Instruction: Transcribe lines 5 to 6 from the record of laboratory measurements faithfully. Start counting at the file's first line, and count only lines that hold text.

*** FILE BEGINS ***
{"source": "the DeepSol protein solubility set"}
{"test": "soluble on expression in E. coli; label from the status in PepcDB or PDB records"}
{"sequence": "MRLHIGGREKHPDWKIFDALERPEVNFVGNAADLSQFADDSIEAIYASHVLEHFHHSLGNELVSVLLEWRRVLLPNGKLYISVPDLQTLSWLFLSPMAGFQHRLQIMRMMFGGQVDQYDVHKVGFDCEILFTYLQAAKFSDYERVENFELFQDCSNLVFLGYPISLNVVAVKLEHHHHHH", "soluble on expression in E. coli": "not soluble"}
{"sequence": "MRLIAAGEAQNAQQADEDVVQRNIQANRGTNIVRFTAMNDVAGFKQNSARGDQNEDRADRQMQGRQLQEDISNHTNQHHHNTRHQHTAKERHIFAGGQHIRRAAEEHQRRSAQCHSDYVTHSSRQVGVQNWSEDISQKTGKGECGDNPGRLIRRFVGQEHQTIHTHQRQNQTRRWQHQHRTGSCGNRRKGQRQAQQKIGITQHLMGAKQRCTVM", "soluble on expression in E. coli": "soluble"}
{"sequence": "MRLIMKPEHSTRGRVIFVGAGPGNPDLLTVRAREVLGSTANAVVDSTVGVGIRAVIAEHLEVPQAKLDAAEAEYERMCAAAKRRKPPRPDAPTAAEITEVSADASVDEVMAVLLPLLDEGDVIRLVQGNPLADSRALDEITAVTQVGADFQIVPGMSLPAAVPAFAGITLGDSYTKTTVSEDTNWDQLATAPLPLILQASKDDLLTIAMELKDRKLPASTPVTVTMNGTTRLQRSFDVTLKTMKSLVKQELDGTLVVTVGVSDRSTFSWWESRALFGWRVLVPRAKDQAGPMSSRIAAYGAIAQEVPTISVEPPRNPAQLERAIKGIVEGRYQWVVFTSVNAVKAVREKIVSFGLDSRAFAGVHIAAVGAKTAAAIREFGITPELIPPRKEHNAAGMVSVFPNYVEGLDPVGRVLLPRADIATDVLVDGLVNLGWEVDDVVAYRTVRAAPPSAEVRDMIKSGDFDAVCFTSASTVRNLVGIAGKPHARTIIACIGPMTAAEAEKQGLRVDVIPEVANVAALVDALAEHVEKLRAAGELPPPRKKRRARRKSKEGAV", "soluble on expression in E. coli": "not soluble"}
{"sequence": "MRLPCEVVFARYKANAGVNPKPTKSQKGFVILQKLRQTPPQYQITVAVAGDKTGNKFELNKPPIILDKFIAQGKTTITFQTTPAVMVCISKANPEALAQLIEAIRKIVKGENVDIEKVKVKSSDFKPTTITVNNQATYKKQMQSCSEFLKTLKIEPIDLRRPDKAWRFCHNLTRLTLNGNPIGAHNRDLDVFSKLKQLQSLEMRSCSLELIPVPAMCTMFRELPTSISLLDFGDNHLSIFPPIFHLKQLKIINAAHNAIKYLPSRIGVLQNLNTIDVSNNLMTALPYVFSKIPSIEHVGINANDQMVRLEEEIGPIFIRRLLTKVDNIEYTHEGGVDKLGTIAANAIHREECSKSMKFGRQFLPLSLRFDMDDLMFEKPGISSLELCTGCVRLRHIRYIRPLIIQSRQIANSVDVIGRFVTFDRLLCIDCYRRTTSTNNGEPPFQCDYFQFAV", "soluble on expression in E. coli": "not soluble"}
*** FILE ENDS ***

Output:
{"sequence": "MRLIMKPEHSTRGRVIFVGAGPGNPDLLTVRAREVLGSTANAVVDSTVGVGIRAVIAEHLEVPQAKLDAAEAEYERMCAAAKRRKPPRPDAPTAAEITEVSADASVDEVMAVLLPLLDEGDVIRLVQGNPLADSRALDEITAVTQVGADFQIVPGMSLPAAVPAFAGITLGDSYTKTTVSEDTNWDQLATAPLPLILQASKDDLLTIAMELKDRKLPASTPVTVTMNGTTRLQRSFDVTLKTMKSLVKQELDGTLVVTVGVSDRSTFSWWESRALFGWRVLVPRAKDQAGPMSSRIAAYGAIAQEVPTISVEPPRNPAQLERAIKGIVEGRYQWVVFTSVNAVKAVREKIVSFGLDSRAFAGVHIAAVGAKTAAAIREFGITPELIPPRKEHNAAGMVSVFPNYVEGLDPVGRVLLPRADIATDVLVDGLVNLGWEVDDVVAYRTVRAAPPSAEVRDMIKSGDFDAVCFTSASTVRNLVGIAGKPHARTIIACIGPMTAAEAEKQGLRVDVIPEVANVAALVDALAEHVEKLRAAGELPPPRKKRRARRKSKEGAV", "soluble on expression in E. coli": "not soluble"}
{"sequence": "MRLPCEVVFARYKANAGVNPKPTKSQKGFVILQKLRQTPPQYQITVAVAGDKTGNKFELNKPPIILDKFIAQGKTTITFQTTPAVMVCISKANPEALAQLIEAIRKIVKGENVDIEKVKVKSSDFKPTTITVNNQATYKKQMQSCSEFLKTLKIEPIDLRRPDKAWRFCHNLTRLTLNGNPIGAHNRDLDVFSKLKQLQSLEMRSCSLELIPVPAMCTMFRELPTSISLLDFGDNHLSIFPPIFHLKQLKIINAAHNAIKYLPSRIGVLQNLNTIDVSNNLMTALPYVFSKIPSIEHVGINANDQMVRLEEEIGPIFIRRLLTKVDNIEYTHEGGVDKLGTIAANAIHREECSKSMKFGRQFLPLSLRFDMDDLMFEKPGISSLELCTGCVRLRHIRYIRPLIIQSRQIANSVDVIGRFVTFDRLLCIDCYRRTTSTNNGEPPFQCDYFQFAV", "soluble on expression in E. coli": "not soluble"}